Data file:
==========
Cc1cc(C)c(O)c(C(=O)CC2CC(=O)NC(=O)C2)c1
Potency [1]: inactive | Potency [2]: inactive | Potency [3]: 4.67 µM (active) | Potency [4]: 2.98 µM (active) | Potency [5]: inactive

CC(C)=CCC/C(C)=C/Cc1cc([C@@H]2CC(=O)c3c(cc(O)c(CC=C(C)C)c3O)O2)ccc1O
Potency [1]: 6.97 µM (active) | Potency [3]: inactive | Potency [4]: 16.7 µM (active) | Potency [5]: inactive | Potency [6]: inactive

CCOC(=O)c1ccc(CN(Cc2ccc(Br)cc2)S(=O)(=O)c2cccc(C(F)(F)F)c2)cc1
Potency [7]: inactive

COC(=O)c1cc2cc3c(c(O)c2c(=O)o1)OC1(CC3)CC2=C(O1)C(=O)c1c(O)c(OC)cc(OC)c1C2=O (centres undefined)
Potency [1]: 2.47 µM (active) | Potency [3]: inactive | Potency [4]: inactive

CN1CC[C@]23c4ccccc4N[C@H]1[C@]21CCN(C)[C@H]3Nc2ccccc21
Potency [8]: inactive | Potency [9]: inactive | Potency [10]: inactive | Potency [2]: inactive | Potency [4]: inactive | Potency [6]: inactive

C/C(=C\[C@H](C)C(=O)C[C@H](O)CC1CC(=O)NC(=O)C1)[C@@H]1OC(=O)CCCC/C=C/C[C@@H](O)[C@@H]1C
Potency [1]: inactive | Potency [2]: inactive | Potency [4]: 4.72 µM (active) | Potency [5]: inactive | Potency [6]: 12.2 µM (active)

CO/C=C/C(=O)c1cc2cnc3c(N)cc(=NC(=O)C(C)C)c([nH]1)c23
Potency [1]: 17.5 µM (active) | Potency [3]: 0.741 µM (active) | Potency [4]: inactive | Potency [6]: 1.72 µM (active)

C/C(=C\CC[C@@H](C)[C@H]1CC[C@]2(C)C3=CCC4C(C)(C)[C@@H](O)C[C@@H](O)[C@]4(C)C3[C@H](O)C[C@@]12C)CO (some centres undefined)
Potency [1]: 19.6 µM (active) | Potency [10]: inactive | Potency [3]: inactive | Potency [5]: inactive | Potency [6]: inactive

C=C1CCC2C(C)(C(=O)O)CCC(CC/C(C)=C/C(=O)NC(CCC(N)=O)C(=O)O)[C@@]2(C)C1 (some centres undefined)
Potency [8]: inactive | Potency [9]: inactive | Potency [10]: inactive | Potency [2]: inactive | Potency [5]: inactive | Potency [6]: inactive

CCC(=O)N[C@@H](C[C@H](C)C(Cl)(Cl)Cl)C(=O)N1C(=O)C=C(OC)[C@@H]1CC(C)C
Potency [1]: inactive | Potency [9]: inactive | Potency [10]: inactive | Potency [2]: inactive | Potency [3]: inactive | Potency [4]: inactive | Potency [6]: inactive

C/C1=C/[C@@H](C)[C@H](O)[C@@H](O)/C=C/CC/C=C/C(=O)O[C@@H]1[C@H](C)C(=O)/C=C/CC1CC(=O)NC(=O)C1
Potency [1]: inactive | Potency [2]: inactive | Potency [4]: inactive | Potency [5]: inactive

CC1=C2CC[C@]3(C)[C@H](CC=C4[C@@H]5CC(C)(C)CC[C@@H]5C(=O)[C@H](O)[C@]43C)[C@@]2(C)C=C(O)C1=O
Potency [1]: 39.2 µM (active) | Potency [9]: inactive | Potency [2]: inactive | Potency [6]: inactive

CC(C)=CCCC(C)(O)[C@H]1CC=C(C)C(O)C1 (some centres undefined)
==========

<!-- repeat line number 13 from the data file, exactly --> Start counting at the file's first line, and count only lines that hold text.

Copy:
CO/C=C/C(=O)c1cc2cnc3c(N)cc(=NC(=O)C(C)C)c([nH]1)c23